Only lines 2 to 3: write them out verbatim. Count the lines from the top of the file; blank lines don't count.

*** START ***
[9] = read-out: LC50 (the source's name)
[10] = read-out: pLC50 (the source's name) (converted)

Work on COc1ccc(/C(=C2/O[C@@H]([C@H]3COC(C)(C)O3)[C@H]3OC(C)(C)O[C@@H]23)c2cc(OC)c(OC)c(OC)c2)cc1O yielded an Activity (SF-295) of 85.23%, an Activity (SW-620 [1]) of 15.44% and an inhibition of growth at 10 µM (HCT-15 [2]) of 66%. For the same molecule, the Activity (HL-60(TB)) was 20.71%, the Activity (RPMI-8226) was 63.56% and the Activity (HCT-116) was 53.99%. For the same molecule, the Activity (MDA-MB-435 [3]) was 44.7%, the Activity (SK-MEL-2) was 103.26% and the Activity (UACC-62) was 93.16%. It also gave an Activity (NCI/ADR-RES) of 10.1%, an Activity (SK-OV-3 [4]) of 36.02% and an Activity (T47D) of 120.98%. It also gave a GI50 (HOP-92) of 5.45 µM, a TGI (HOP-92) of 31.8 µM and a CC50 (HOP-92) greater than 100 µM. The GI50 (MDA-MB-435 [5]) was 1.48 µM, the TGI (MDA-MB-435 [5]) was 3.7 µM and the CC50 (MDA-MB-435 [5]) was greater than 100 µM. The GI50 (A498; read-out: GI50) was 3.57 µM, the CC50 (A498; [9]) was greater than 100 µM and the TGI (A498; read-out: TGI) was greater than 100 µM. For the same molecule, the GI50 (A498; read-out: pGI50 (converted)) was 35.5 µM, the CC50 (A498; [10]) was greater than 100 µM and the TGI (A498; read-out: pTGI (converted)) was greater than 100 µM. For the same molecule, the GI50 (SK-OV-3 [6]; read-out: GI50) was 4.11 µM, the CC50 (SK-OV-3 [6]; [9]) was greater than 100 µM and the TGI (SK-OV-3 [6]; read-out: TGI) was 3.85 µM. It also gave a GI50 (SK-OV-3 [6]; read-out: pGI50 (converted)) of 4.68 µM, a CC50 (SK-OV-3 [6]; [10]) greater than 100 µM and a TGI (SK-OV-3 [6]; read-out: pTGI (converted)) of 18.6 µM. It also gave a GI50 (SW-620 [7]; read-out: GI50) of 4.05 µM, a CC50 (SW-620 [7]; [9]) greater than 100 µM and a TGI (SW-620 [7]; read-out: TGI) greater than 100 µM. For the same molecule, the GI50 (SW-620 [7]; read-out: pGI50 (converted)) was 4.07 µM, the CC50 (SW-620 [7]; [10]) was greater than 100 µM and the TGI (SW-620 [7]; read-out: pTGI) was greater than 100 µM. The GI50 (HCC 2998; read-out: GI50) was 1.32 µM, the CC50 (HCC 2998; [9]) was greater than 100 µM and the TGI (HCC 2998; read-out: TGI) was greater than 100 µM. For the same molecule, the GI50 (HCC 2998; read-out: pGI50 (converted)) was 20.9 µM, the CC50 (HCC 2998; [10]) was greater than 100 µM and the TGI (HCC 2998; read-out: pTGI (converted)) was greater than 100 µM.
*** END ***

[10] = read-out: pLC50 (the source's name) (converted)

Work on COc1ccc(/C(=C2/O[C@@H]([C@H]3COC(C)(C)O3)[C@H]3OC(C)(C)O[C@@H]23)c2cc(OC)c(OC)c(OC)c2)cc1O yielded an Activity (SF-295) of 85.23%, an Activity (SW-620 [1]) of 15.44% and an inhibition of growth at 10 µM (HCT-15 [2]) of 66%. For the same molecule, the Activity (HL-60(TB)) was 20.71%, the Activity (RPMI-8226) was 63.56% and the Activity (HCT-116) was 53.99%. For the same molecule, the Activity (MDA-MB-435 [3]) was 44.7%, the Activity (SK-MEL-2) was 103.26% and the Activity (UACC-62) was 93.16%. It also gave an Activity (NCI/ADR-RES) of 10.1%, an Activity (SK-OV-3 [4]) of 36.02% and an Activity (T47D) of 120.98%. It also gave a GI50 (HOP-92) of 5.45 µM, a TGI (HOP-92) of 31.8 µM and a CC50 (HOP-92) greater than 100 µM. The GI50 (MDA-MB-435 [5]) was 1.48 µM, the TGI (MDA-MB-435 [5]) was 3.7 µM and the CC50 (MDA-MB-435 [5]) was greater than 100 µM. The GI50 (A498; read-out: GI50) was 3.57 µM, the CC50 (A498; [9]) was greater than 100 µM and the TGI (A498; read-out: TGI) was greater than 100 µM. For the same molecule, the GI50 (A498; read-out: pGI50 (converted)) was 35.5 µM, the CC50 (A498; [10]) was greater than 100 µM and the TGI (A498; read-out: pTGI (converted)) was greater than 100 µM. For the same molecule, the GI50 (SK-OV-3 [6]; read-out: GI50) was 4.11 µM, the CC50 (SK-OV-3 [6]; [9]) was greater than 100 µM and the TGI (SK-OV-3 [6]; read-out: TGI) was 3.85 µM. It also gave a GI50 (SK-OV-3 [6]; read-out: pGI50 (converted)) of 4.68 µM, a CC50 (SK-OV-3 [6]; [10]) greater than 100 µM and a TGI (SK-OV-3 [6]; read-out: pTGI (converted)) of 18.6 µM. It also gave a GI50 (SW-620 [7]; read-out: GI50) of 4.05 µM, a CC50 (SW-620 [7]; [9]) greater than 100 µM and a TGI (SW-620 [7]; read-out: TGI) greater than 100 µM. For the same molecule, the GI50 (SW-620 [7]; read-out: pGI50 (converted)) was 4.07 µM, the CC50 (SW-620 [7]; [10]) was greater than 100 µM and the TGI (SW-620 [7]; read-out: pTGI) was greater than 100 µM. The GI50 (HCC 2998; read-out: GI50) was 1.32 µM, the CC50 (HCC 2998; [9]) was greater than 100 µM and the TGI (HCC 2998; read-out: TGI) was greater than 100 µM. For the same molecule, the GI50 (HCC 2998; read-out: pGI50 (converted)) was 20.9 µM, the CC50 (HCC 2998; [10]) was greater than 100 µM and the TGI (HCC 2998; read-out: pTGI (converted)) was greater than 100 µM.